Time to debunk the myth revolving around the negative impacts of technology. A scientific research, lead by the Hunter College and The City University New York, uncovered a whole new truth. Gaming on mobile for 25 minutes can bring down anxiety levels of stressed souls. Mind boggling, isn’t it?

Researchers established their study from a proven cognitive treatment known as attention-bias modification training (ABMT). Concretely, ABMT is employed in the medical field to get patients undergoing anxiety disorders to shift their focus from sinister to merrier features of their lives.

“Given this concerning disparity between need and accessibility of services, it is crucial for psychological researchers to develop alternative treatment delivery systems that are more affordable, accessible, and engaging,” a member of the research team pointed out. This is where mobile apps step in.

The paper published in the Clinical Psychological Science, recommends the community to apply this technique in a smartphone game. The initiative can help to significantly decrease the anxiety level among people suffering from acute stress.

Prior to participating in the study, the 75 people who embarked on the project had scored big marks in a test measuring their degree of apprehension. Then the participants were invited to play a mobile game which asked them to track two characters while marking out their paths as swiftly and meticulously as possible for either 25 minutes or 45 minutes. For the last task, the players were deliberately put in a stressful situation whereby they had to speak in front of recording cameras. Researchers discovered that participants who were randomly selected for the ABMT version of the game showed less anxiety in the video-taped speech session than those who were part of the placebo group.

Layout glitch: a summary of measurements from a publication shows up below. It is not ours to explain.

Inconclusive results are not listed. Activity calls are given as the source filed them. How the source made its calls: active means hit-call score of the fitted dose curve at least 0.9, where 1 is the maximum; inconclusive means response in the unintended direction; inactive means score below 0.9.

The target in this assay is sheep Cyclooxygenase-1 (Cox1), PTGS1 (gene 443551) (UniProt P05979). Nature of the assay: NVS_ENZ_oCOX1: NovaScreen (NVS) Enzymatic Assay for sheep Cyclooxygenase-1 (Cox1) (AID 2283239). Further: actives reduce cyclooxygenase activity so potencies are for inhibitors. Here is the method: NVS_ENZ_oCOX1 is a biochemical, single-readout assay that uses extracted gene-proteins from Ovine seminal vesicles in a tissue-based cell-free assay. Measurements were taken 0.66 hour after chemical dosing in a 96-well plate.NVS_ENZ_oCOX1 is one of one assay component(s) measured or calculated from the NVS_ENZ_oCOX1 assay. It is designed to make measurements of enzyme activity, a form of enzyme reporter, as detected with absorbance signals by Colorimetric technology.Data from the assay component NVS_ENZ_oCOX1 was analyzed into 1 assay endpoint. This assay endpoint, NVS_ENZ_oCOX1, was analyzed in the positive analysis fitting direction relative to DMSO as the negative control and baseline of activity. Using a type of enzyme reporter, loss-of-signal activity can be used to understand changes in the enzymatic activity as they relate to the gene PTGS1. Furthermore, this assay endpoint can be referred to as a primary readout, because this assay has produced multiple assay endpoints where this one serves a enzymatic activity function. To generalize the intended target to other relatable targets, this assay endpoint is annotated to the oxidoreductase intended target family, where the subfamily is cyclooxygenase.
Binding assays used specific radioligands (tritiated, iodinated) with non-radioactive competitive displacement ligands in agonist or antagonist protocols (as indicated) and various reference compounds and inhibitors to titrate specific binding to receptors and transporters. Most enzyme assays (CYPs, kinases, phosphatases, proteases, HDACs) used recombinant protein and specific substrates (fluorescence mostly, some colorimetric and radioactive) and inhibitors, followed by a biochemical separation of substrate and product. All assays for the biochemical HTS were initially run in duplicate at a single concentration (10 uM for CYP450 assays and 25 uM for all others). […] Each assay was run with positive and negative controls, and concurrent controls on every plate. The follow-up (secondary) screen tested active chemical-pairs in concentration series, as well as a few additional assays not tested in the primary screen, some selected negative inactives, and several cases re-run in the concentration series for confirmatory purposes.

As researcher Tracy Dennis of Hunter College further highlighted in a statement, “even the ‘short dosage’ of the app – about 25 minutes – had potent effects on anxiety and stress measured in the lab” and currently the group of scientists is concentrating their efforts on “whether use of the app in brief 10-minute sessions over the course of a month successfully reduces stress and promotes positive birth outcomes in moderately anxious pregnant women,” she said.

To conclude, Hunter was quoted as saying “gamifying psychological interventions successfully could revolutionize how we treat mental illness and how we view our mental health”. Do you also believe in the healing power of technology?